If you have received a summons requesting your appearance in court concerning a debt owed to a company that you may or may not know, do not ignore it!  Many people do ignore these complaints, and the debt collector may legally garnish their wages or bank accounts.   Often, there are legitimate defenses to these claims.


  • Automobile Financing Fraud

  • Lemon Law Claims

  • Warranty Fraud

  • Unfair Deceptive Acts and Practices

  • Failure to Disclose Prior Accidents

  • Delivering vehicle prior to credit approval

  • Rolling Back the Odometer


In general, the federal  Fair Debt Collection Practices Act (FDCPA) and  the Maryland Consumer Debt Collection Act prohibit debt collectors from actions that are unfair, deceptive, or abusive in their efforts to collect consumer debts.  In particular, both statutes prohibit:

  • Harassment or abuse of any person in connection with debt collection activities;

  • False or misleading representations in connection with collection of any debt; or

  • Unfair or unsociable practices with the collection or attempt to collect a debt.

Such abusive debt collection activities include:

  • Collecting a debt that a consumer does not owe or that has been discharged

  • Excessive phone calls at unusual or inconvenient times, including calling a consumer at work, or using autodialers and robodialers (especially if they call you on your cell phone)

  • Calling a consumer's family and friends and potentially discussing the debt collection with them

  • Calling a consumer names, insulting a consumer, hanging up on a customer, or using profane language



If you have a successful claim under the FDCPA or under its Maryland Counterpart, you are entitled to:

  • Your cost in pursuing the lawsuit

  • Reasonable attorney fees

  • Statutory damages up to $1000

  • Actual damages (charges to your phone line, or emotional distress)



USE CAUTION!  If you receive a call or letter from someone trying to collect money from you for a debt you are unsure of (or perhaps never even heard of), obtain all of the debt collector's contact information and information about the debt before you agree to do any payment arrangements.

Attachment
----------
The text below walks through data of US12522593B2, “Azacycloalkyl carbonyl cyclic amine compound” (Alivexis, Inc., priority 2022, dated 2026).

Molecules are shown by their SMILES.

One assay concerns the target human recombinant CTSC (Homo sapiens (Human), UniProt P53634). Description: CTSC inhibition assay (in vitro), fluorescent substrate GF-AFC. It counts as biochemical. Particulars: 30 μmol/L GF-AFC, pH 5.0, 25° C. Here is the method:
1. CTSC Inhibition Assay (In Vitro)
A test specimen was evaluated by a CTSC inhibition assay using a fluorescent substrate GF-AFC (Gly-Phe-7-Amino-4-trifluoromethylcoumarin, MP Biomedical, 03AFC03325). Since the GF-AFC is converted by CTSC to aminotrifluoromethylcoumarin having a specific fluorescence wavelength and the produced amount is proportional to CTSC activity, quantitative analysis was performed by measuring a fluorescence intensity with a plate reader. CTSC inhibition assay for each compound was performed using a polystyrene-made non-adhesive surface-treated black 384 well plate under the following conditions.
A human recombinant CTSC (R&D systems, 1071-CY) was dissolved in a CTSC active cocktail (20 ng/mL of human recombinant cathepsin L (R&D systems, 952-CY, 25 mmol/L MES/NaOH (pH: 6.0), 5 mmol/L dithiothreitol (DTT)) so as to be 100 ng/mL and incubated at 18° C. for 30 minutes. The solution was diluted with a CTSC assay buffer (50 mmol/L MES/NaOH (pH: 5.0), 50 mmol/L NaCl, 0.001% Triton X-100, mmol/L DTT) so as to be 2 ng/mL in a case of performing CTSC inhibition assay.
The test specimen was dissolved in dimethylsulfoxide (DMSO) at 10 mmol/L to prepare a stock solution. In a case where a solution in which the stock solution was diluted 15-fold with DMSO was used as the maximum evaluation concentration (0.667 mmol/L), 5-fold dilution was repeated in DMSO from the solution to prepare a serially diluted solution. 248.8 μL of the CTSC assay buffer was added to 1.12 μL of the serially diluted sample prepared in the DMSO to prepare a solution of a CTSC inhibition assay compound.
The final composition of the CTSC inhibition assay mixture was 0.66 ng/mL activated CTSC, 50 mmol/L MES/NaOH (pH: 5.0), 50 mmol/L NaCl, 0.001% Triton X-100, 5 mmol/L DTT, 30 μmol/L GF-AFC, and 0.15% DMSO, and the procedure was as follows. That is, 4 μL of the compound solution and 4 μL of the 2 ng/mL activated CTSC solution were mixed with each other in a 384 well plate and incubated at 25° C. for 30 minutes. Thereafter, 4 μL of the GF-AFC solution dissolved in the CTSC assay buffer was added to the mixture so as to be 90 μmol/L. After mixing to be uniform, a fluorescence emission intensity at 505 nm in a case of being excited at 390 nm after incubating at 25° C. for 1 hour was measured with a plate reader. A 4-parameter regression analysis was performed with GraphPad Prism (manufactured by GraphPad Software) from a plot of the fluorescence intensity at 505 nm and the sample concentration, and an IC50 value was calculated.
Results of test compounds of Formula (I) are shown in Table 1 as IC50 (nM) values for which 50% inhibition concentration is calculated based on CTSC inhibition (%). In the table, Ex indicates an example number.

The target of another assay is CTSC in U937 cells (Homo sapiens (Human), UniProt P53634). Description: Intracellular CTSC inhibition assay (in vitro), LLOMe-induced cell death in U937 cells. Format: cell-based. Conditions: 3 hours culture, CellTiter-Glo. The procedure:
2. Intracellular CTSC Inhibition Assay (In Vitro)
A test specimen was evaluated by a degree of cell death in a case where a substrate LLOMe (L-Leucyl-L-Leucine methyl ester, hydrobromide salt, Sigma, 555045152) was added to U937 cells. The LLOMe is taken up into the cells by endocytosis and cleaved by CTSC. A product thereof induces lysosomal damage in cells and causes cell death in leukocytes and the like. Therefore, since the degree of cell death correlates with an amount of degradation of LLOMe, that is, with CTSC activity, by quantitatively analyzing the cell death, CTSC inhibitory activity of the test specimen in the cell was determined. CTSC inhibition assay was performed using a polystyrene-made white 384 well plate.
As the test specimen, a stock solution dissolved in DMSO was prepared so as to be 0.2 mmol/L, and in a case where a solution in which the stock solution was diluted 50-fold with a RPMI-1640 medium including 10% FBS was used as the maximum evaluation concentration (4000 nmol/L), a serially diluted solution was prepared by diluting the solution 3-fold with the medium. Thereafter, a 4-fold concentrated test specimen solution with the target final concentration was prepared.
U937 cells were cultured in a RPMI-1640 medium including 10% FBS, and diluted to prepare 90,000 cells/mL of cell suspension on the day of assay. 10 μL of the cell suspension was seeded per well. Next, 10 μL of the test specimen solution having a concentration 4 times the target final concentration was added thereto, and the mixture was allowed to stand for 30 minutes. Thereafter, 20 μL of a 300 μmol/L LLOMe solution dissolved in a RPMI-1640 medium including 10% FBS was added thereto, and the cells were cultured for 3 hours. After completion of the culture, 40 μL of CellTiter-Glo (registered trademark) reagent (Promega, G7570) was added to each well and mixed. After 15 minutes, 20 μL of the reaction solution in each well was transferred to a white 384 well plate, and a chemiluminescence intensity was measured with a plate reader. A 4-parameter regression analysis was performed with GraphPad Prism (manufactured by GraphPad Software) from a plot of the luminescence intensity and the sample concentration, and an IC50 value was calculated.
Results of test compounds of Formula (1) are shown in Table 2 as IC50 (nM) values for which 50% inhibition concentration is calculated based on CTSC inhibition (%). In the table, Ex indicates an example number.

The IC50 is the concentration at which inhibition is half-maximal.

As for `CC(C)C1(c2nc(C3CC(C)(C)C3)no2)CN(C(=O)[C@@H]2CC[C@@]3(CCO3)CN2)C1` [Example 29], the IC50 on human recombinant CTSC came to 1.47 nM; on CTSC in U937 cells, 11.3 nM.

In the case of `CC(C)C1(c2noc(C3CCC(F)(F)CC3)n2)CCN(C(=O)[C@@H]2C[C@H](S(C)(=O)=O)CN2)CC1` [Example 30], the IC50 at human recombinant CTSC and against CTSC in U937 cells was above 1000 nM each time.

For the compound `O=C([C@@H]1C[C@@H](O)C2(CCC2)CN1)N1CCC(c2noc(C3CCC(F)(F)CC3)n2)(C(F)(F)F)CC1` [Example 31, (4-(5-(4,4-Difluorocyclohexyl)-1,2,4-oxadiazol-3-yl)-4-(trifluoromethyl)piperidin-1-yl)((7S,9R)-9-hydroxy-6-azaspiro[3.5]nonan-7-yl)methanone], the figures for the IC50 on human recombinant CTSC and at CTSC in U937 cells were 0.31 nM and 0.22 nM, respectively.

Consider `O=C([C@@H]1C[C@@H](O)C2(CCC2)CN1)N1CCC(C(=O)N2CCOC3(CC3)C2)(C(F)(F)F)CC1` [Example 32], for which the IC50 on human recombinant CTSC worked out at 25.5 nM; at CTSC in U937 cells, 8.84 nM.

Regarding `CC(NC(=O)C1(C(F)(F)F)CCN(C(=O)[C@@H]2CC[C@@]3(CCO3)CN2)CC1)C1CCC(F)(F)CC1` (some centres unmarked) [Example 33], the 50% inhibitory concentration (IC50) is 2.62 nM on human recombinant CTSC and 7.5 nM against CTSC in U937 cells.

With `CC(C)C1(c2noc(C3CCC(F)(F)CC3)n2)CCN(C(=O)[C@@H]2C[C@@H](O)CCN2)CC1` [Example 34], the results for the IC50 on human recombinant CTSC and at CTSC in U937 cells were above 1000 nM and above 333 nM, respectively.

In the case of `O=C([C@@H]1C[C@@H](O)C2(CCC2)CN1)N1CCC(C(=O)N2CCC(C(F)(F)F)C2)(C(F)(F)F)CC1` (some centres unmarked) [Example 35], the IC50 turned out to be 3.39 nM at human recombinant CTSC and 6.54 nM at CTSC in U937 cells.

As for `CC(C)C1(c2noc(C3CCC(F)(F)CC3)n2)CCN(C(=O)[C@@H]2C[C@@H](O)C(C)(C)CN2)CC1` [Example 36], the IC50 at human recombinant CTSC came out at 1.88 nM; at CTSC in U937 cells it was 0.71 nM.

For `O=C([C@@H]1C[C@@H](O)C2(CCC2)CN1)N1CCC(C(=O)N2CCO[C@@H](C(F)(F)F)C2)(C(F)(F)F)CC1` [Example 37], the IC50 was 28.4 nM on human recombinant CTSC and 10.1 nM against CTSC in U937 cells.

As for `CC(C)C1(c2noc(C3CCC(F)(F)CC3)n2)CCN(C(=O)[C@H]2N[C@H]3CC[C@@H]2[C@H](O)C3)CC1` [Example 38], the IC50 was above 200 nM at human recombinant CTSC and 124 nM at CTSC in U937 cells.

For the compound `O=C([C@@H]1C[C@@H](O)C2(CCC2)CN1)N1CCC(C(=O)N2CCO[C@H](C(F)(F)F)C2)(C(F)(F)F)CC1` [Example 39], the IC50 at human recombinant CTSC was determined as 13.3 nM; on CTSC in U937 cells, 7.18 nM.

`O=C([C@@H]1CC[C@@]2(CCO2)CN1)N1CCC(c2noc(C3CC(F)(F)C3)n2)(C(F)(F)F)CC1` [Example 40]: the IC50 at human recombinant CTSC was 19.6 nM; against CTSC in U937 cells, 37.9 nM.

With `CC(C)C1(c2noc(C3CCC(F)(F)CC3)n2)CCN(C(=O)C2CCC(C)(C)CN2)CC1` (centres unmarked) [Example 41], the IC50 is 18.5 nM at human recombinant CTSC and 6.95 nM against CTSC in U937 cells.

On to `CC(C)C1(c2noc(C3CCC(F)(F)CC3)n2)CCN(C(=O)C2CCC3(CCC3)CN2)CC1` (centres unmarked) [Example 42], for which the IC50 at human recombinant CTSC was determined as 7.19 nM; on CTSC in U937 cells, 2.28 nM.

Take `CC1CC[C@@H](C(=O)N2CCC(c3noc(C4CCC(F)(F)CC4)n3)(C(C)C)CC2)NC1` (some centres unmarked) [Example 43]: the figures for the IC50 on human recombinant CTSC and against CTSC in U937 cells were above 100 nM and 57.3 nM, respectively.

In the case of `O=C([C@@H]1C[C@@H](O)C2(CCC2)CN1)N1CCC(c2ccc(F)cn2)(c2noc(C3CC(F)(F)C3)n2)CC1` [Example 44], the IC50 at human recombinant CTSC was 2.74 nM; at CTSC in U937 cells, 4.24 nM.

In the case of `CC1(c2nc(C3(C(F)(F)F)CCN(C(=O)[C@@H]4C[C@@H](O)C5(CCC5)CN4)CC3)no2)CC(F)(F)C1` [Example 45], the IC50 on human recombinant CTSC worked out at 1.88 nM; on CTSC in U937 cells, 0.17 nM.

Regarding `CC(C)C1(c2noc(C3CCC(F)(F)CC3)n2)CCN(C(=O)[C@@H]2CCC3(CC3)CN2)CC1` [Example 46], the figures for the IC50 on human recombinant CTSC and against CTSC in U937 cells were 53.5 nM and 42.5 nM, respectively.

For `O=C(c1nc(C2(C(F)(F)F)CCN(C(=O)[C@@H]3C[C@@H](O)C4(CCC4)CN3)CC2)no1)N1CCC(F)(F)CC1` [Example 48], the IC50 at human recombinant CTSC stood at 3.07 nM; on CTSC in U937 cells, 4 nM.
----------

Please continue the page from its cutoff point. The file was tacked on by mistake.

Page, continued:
TAKE NOTES!  Keep a small notebook by your phone and write down phone numbers, the times the call was received, and make notes about what was said and who said it.  You can even take photos of your phone to help document the call. You can ask questions, but don't commit to anything.

STAY CALM!  If the debt collector is harassing you, or uses offensive language, don't respond the same way.  Stay calm, take a brief note of the conversation, and call my office for a free consultation.

Call Now to See How We Can Help!

© 2016 The Law Office of Derek A. Hills. All rights reserved.

Licensed in Maryland and California (inactive). Hiring a lawyer should not be based solely upon advertisements or websites.  This website and its contents are a form of attorney advertising, and are not intended to be legal advice or counsel.  By using this site, you agree to hold The Law Office of Derek A. Hills and its attorney harmless for your reliance on any information contained herein.  Your use of this site and its content, or communication with our office or its attorney via telephone or email does not create an attorney-client relationship.  No attorney-client relationship exists until we first enter a formal representation agreement.  You should not provide us with confidential information until a formal representation agreement has been acknowledged by our office or its attorney.

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